The bad news: Alzheimer’s and dementia is on the rise, especially among people over 65, and there is no known cure. The good news: there are many things that families can do to cope and manage the disease and its progression. There are different types of dementia – Alzheimer’s Disease, Frontal Lobe Dementia, Lewy Body dementia (often associated with Parkinson’s Disease), and vascular dementia. Early onset dementia happens to those younger than 65 years of age. There are signs of Alzheimer’s that we can learn to recognize. Alzheimer’s treatment is currently a cocktail of various pharmaceuticals so you want to be careful and know which medications your loved one is being prescribed to avoid any potentially harmful situations. Dementia patients can be resistant to treatment but there are strategies for families to use so that they can create a better, healthier atmosphere for all. Kerry Mills is an Alzheimer’s Care Strategist and Dementia Coach at the Brain Health and Research Institute in Seattle. She shares her insight and tips on how families can better cope and help their loved ones with dementia.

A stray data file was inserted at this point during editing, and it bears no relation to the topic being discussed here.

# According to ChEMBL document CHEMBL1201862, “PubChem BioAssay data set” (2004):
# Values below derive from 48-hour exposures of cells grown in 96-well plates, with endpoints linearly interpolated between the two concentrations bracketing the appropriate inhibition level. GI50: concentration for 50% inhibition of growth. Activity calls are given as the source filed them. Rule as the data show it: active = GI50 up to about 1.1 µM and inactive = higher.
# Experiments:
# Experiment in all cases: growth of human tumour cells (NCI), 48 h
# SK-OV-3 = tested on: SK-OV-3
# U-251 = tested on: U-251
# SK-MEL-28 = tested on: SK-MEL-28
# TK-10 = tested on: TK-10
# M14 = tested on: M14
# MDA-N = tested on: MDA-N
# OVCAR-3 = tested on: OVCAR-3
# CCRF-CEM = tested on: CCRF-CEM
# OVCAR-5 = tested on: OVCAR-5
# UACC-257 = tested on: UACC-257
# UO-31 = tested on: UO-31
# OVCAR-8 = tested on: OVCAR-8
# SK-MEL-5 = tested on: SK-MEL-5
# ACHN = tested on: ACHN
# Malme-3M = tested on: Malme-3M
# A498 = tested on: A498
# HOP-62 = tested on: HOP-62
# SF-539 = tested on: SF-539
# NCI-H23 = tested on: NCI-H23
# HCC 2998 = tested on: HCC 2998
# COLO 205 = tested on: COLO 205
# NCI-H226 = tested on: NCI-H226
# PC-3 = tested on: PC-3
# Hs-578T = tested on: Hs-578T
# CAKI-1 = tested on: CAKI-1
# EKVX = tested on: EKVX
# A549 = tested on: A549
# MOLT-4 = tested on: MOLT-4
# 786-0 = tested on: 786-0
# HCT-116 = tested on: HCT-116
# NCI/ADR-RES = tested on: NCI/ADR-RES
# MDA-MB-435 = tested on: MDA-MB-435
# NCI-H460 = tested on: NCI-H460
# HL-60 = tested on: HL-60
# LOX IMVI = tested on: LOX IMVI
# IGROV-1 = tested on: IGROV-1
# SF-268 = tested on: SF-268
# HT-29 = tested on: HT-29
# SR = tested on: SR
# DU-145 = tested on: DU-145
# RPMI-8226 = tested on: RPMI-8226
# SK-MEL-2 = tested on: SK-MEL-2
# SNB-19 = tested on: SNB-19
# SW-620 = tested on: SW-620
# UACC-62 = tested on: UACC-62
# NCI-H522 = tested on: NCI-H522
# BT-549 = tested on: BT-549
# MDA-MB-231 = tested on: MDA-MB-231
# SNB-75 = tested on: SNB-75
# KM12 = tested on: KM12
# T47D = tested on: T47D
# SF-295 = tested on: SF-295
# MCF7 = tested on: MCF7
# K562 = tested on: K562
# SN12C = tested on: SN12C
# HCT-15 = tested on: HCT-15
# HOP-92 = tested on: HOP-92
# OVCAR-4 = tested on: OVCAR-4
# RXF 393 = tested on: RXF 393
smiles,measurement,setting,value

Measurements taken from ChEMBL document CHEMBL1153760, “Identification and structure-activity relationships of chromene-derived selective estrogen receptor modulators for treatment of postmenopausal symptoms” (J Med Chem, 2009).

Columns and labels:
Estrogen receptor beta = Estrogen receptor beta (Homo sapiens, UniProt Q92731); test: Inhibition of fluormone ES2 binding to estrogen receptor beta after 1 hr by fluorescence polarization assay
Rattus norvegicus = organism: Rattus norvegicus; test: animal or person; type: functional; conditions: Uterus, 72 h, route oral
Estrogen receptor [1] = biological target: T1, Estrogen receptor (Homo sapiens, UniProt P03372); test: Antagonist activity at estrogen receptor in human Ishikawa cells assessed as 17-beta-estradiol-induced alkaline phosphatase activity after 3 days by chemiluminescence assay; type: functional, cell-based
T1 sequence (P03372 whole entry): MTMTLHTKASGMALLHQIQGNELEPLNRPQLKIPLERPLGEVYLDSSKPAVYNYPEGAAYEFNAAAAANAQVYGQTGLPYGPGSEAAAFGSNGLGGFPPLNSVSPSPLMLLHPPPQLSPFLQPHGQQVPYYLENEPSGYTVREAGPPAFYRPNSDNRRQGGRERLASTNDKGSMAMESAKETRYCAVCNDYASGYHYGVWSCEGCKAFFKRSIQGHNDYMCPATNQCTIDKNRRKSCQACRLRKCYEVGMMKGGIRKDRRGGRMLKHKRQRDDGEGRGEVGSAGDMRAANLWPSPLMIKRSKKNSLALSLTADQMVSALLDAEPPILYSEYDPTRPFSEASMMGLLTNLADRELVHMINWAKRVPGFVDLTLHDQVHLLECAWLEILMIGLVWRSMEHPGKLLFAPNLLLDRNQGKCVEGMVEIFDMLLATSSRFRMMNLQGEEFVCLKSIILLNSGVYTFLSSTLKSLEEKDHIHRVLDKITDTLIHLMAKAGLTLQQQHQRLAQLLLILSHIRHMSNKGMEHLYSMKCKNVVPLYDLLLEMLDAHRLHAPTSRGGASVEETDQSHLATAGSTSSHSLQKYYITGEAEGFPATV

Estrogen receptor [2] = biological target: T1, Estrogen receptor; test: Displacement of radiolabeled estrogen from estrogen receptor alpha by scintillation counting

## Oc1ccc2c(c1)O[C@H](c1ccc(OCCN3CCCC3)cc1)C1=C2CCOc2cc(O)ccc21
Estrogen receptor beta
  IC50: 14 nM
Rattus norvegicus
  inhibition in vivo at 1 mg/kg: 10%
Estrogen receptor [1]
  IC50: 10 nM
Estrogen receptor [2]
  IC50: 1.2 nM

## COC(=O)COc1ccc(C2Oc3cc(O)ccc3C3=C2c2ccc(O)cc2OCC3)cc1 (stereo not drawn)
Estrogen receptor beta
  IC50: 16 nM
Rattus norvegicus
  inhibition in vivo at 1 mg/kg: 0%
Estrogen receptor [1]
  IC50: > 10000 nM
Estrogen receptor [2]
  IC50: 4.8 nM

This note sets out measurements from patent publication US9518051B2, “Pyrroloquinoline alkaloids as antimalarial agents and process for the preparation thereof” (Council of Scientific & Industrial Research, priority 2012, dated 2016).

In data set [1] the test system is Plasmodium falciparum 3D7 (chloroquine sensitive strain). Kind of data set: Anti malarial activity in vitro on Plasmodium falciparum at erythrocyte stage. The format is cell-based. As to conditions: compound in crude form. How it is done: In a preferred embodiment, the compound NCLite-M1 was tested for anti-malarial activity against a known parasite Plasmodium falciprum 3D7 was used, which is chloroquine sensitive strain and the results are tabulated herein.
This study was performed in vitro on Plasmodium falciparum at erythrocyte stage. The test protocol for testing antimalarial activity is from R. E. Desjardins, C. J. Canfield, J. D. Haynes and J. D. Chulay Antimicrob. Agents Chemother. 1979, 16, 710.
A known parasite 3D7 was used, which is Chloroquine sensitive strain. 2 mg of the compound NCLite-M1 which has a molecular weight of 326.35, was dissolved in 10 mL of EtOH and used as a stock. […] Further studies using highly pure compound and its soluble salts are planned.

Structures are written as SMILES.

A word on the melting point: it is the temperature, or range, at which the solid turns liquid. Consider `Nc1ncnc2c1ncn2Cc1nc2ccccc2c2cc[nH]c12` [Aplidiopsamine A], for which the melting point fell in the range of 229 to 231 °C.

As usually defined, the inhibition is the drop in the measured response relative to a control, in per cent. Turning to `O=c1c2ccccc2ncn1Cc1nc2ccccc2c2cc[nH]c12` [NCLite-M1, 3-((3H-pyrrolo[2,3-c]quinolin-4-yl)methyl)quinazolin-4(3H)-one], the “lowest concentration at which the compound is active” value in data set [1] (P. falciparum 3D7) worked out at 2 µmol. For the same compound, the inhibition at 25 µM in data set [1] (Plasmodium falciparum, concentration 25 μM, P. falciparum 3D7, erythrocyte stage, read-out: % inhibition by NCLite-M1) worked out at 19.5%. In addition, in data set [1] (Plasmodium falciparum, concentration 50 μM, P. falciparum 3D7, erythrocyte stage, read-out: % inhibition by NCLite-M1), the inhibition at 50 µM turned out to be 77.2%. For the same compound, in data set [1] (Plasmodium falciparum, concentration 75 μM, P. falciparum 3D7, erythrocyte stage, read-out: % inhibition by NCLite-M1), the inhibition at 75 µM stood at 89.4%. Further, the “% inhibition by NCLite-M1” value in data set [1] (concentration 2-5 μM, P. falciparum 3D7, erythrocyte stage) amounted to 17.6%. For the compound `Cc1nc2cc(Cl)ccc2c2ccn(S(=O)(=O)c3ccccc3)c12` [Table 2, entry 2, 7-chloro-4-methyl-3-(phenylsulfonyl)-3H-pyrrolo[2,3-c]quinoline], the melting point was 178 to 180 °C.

Posted by By Risa Morimoto April 1, 2020
Last updated on February 24, 2021
Risa is a certified integrative nutrition health coach and Founder/CEO of Modern Aging. She is also a documentary filmmaker and TV producer/director. Her mother had a massive stroke in 2001 and then was diagnosed with Parkinson's in 2009. Her father was diagnosed with dementia in 2016. These experiences are the inspiration for Modern Aging, a place where we can discover innovative and holistic ways to approach our health and well-being as we age.
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